Hot Tips for Managing Diabetes in the Deep Winter Cold

winter tips with diabetes The weather outside is frightful! The temperatures are dropping and we are in the midst of deep winter cold.  Managing to stay warm can be a challenge on days like these.  How do you manage your diabetes as well? Here are a few things to remember…

Insulin freezes.

Insulin is liquid. It can freeze. Make sure not to leave insulin in your car.  When you are outside, keep it close to your body. This also means that if you are pumping, make sure to tuck your pump close to your body to keep things running properly.

If you think your insulin has been froze, throw it out! Don’t take any chances.  It will not work as efficiently once the proteins have been frozen.

Keep warm!

That means keeping your diabetes devices warm as well! I just told you to keep the insulin in your pump warm, but did you also know that your pump (like your phone) also needs to stay warm? Keep your pump and CGM under your winter clothing and as close to your body as you can.

If you are using a tSlim pump, watch for the low temperature warning on the pump.  This will tell you that your pump is not functioning as it should because of the cold.

Check your blood glucose level.

I know, you normally check but when it is cold out make sure that you still check…a lot.  Some people see their bg levels rise in the cold weather while others see it go up.  Don’t guess or go by how you feel–check then adjust with food or insulin.

Before you check, make sure that your meter is warm as well.  Glucometers function poorly below 40F (4C).  If you feel that your glucometer could be too cold, warm it in your armpit for a few minutes. It will quickly return to a functioning state.

Keep your hands warm.

It can be hard to check your blood glucose levels when fingers are cold and blood isn’t circulating properly.  Keep your hands warm and toasty to help making finger sticks a bit easier.  Wear warm gloves. You may want to consider using  mitts that have removable fingers to make it easier to check .

removable finger gloves for checking blood glucose
We found these gloves online.

Carry glucose that won’t freeze.

Juice packs are a handy way to treat lows but when you are playing in the snow, glucose tablets and granola bars are probably a better choice.  Also make sure to keep your glucagon warm and safe.  Frozen glucagon will be as useful as frozen insulin.


Winter activities can be fun but make sure you are prepared.  Follow some of these few hot tips and  enjoy your time in Mother Nature’s deep freeze!


Bull’s Eye!

For days since my son has been home we have been working to get his bg levels straightened out.  We have been testing and questioning. Was the ice cream we had bolused correctly? Does he need a site change? That is a new site. Is it bad? What about that steak dinner we ate at 7pm? Is that causing a problem? How intense was that workout? Did he over compensate for activity? The list of question and possibilities were endless.  A concrete answer was much more elusive.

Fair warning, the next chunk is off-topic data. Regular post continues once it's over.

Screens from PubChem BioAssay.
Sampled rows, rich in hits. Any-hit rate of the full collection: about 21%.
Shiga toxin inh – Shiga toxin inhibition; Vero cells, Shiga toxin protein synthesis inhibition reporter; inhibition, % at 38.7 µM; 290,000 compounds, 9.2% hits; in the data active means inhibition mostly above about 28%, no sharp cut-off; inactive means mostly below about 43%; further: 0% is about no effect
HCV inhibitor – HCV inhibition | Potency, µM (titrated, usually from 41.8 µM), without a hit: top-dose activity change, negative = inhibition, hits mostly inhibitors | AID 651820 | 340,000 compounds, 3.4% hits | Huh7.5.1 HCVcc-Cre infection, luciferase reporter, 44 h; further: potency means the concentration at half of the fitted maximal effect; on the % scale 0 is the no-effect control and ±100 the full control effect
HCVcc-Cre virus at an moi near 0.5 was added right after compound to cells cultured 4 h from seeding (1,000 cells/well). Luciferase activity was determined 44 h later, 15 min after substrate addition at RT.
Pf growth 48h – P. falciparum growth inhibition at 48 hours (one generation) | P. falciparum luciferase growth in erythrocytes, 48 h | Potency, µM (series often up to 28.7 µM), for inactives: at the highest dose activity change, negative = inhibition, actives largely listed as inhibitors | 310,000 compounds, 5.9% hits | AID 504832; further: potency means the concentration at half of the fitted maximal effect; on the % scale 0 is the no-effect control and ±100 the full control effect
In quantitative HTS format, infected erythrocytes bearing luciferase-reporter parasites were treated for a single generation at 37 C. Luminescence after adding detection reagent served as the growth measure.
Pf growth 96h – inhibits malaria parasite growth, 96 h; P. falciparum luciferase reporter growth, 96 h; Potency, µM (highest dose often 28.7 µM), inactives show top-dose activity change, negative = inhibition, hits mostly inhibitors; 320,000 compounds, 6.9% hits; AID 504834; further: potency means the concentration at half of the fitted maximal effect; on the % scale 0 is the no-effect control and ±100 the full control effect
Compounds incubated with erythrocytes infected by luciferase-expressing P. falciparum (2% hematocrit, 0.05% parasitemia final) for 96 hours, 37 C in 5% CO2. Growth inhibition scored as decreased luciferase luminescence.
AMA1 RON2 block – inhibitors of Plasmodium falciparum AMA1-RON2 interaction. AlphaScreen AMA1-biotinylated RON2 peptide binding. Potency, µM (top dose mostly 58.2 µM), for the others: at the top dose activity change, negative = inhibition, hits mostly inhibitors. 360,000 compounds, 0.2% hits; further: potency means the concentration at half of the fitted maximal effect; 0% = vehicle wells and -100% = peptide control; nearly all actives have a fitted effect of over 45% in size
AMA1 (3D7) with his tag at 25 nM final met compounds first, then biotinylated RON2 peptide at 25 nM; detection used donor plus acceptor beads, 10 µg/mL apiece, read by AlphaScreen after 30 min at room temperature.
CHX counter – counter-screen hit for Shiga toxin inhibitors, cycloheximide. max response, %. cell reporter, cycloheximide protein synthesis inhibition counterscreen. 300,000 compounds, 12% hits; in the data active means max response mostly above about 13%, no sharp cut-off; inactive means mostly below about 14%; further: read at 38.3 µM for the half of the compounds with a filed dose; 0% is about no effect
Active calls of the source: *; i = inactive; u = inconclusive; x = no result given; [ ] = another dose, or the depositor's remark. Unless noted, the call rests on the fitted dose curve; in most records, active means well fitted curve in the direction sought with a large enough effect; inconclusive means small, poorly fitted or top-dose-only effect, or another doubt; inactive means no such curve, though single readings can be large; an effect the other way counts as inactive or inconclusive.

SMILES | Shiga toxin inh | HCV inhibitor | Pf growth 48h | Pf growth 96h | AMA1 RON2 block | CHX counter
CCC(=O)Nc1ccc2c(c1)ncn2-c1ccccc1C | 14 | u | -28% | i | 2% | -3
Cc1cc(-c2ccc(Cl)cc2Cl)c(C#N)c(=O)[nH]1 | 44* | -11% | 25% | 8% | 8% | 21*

We decided to change his basal pattern. Imagine my surprise when I saw that he was using a “school” basal pattern.  What the heck? Did he accidentally switch when he was making changes over the phone last week? He was sure he didn’t.  I was at a loss but quickly made the change back to our “weekend” aka “vacation” basal pattern.  As I moved through the days of the week, I realized what had happened…weeks ago, when school was ending, we changed his rate over to all “weekend” BUT he had one day of school to do.  It was a Thursday and we left that day as a “school” day because it was! Unfortunately we forgot to change it over and all Thursdays since had been the wrong basals.

All was fixed. The basals were all as they should be.  I made a few small adjustments and life should be perfect!


What to do? We waited to see if the changes would take effect.

They didn’t.

We changed the site again.

We were out of ideas and my son was running way to high for my liking.  He felt okay but was getting tired of my telling him to test for ketones. It was time to break down and do an early site change.

The new site was put in.  A correction bolus was given. We continued on with our evening. We didn’t have to wait long to see results.  By the end of the movie we were watching, his readings were dropping back into range.  I tested 3 hours later…he was 6(108)!!! Wow! That was awesome. We hadn’t seen a six in a few days! I worried that we may have over fixed things. Would he drop? Two hours later I tested again.  He was 7.1(129).  This was amazing!!!  In range!  Perfect readings! Happy, happy dance!!!!

Could this really last? You betcha!!! When I got up a few hours later he was 6.7(121).  It was  a night of pure perfection! We had conquered diabetes for one night. His basal pattern was bang on! We had hit a bull’s eye!! Tomorrow may be different but I will take the victory while I can!

Barb and son 1 Diabetes 0
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